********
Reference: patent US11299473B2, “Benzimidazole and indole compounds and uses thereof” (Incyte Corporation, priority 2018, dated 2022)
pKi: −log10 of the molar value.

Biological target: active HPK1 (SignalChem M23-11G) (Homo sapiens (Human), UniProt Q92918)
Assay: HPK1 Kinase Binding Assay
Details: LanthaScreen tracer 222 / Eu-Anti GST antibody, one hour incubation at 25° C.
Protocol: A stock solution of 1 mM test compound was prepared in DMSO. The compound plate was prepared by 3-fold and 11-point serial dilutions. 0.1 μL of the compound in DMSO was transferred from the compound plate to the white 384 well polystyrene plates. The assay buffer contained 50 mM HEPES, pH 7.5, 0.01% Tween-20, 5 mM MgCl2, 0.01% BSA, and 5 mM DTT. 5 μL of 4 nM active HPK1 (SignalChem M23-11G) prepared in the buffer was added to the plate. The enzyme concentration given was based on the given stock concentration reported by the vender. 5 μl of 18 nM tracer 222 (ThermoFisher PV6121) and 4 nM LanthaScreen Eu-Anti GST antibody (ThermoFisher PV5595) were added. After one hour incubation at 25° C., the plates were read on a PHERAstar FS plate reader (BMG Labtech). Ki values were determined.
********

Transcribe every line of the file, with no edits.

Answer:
Reference: patent US11299473B2, “Benzimidazole and indole compounds and uses thereof” (Incyte Corporation, priority 2018, dated 2022)
pKi: −log10 of the molar value.

Biological target: active HPK1 (SignalChem M23-11G) (Homo sapiens (Human), UniProt Q92918)
Assay: HPK1 Kinase Binding Assay
Details: LanthaScreen tracer 222 / Eu-Anti GST antibody, one hour incubation at 25° C.
Protocol: A stock solution of 1 mM test compound was prepared in DMSO. The compound plate was prepared by 3-fold and 11-point serial dilutions. 0.1 μL of the compound in DMSO was transferred from the compound plate to the white 384 well polystyrene plates. The assay buffer contained 50 mM HEPES, pH 7.5, 0.01% Tween-20, 5 mM MgCl2, 0.01% BSA, and 5 mM DTT. 5 μL of 4 nM active HPK1 (SignalChem M23-11G) prepared in the buffer was added to the plate. The enzyme concentration given was based on the given stock concentration reported by the vender. 5 μl of 18 nM tracer 222 (ThermoFisher PV6121) and 4 nM LanthaScreen Eu-Anti GST antibody (ThermoFisher PV5595) were added. After one hour incubation at 25° C., the plates were read on a PHERAstar FS plate reader (BMG Labtech). Ki values were determined.